Preferably means to calculate a new desired end point location will calculate the new desired end point location based on the immediately preceding desired joint position.

Preferably means will be provided to sense whether the desired movement is in a positive or negative direction or if no movement is required and the control means will provide a corresponding positive, negative or zero bias signal to said control signals.

Preferably said articulated arm system will comprise a base adapted to rotate around a first axis forming a first joint of said joints, a boom pivoted to said base on second joint having an axis of rotation in a plane substantially perpendicular to said first axis and a stick movably mounted on the free end of said boom for movement at a third joint, said end point being positioned adjacent the end of said stick remote from said boom.

Preferably means will be provided to compare the desired joint position at each said joint with its limits of displacement and will include means to modify the signal to prevent displacement at any one of said joints beyond its limits of its displacement.

BRIEF DESCRIPTION OF THE DRAWINGS

Further features, objects and advantages will be evident from the following detailed description of the preferred embodiment of the present invention taken into conjunction with the accompanying drawings in which.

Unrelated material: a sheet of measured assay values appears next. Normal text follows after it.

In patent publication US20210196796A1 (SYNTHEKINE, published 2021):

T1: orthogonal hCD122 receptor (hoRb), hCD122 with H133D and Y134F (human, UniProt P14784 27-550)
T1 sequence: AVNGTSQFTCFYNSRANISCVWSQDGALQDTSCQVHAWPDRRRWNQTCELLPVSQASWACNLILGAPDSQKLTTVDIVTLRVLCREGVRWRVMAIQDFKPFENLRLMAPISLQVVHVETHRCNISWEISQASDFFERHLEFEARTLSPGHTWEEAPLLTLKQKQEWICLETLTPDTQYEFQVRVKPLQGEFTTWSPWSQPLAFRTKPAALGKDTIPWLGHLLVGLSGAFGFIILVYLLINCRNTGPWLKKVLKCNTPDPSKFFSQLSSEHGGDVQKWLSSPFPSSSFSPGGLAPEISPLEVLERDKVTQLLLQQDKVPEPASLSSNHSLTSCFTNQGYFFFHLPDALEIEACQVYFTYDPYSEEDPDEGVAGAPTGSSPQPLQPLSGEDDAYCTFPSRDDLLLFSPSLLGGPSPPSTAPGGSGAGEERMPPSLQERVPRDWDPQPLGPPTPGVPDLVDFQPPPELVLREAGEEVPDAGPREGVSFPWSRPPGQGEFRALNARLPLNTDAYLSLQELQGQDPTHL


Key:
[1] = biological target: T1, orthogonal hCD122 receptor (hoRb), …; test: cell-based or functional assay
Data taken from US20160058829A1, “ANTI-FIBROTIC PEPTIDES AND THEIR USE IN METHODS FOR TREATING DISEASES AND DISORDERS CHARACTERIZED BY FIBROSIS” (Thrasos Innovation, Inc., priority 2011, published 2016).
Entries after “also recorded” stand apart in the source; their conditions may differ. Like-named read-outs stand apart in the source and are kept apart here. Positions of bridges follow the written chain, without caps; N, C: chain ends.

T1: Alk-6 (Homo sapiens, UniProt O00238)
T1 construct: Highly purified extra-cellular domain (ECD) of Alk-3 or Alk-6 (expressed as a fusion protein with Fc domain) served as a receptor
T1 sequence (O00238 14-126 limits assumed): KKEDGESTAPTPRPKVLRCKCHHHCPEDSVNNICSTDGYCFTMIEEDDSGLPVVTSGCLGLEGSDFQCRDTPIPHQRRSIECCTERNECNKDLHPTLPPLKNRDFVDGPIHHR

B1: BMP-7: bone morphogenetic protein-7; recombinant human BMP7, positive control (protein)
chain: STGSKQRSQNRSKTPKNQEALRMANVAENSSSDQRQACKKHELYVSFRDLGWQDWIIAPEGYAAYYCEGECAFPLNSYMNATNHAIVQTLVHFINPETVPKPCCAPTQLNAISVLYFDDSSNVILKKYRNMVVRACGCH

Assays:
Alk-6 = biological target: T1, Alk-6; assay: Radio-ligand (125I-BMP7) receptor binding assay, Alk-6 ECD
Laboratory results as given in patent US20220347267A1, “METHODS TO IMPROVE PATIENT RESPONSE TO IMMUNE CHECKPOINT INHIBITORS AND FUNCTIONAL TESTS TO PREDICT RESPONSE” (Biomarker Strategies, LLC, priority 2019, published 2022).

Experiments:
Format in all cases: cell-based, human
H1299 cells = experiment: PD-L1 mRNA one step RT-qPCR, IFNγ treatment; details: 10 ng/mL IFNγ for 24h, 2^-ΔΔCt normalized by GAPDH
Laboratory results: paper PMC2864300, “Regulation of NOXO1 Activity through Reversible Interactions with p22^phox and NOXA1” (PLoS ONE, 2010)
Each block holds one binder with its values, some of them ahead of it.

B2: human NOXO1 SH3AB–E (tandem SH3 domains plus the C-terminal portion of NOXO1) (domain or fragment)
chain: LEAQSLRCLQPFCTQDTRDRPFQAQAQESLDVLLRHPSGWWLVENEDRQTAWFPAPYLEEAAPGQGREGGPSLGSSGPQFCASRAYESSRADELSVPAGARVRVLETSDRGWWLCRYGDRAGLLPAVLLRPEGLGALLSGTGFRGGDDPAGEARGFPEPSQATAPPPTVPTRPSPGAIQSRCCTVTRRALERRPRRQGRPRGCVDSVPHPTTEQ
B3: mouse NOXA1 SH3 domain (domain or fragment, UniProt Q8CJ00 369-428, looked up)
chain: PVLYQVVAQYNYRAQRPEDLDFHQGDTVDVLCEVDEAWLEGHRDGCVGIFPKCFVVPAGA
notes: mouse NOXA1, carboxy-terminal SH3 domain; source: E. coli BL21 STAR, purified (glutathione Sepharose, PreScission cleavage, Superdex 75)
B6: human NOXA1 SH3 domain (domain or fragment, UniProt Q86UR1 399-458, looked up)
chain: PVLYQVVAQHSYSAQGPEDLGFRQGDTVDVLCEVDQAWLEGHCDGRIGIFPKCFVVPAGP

FIG. 1 is a schematic side illustration of an articulated arm vehicle in which the present invention may be incorporated.

FIG. 2 is a schematic plan view of the vehicle of FIG. 1.

FIG. 3 is a schematic of a control system incorporating the present invention.

FIG. 4 is a schematic illustration of one type of control valve for controlling the operating of a hydraulic actuator based on the input signals from the present invention.

FIG. 5 is a schematic circuit diagram for initiating operation of a heavy arm segment (the boom).

FIG. 6 is a schematic illustration of a system for influencing another arm segment (the stick) actuator depending on movement of a heavy arm segment (boom).

DESCRIPTION OF THE PREFERRED EMBODIMENTS

The particular vehicle to which the present invention may be applied is not restricted to the vehicle as shown schematically in FIGS. 1 and 2 but may be applied to other vehicles for similar or different purposes but wherein actuators are used to implement coordinated movement control of an articulated arm.

The equipment illustrated in FIG. 1 is a typical excavator system wherein a base 10 is mounted on a suitable propelling device such as tracks 12 and is rotatable about a substantially vertical axis 14 as indicated by the arrow 16. The base for purposes of this description is considered to be an arm segment of the articulated arm.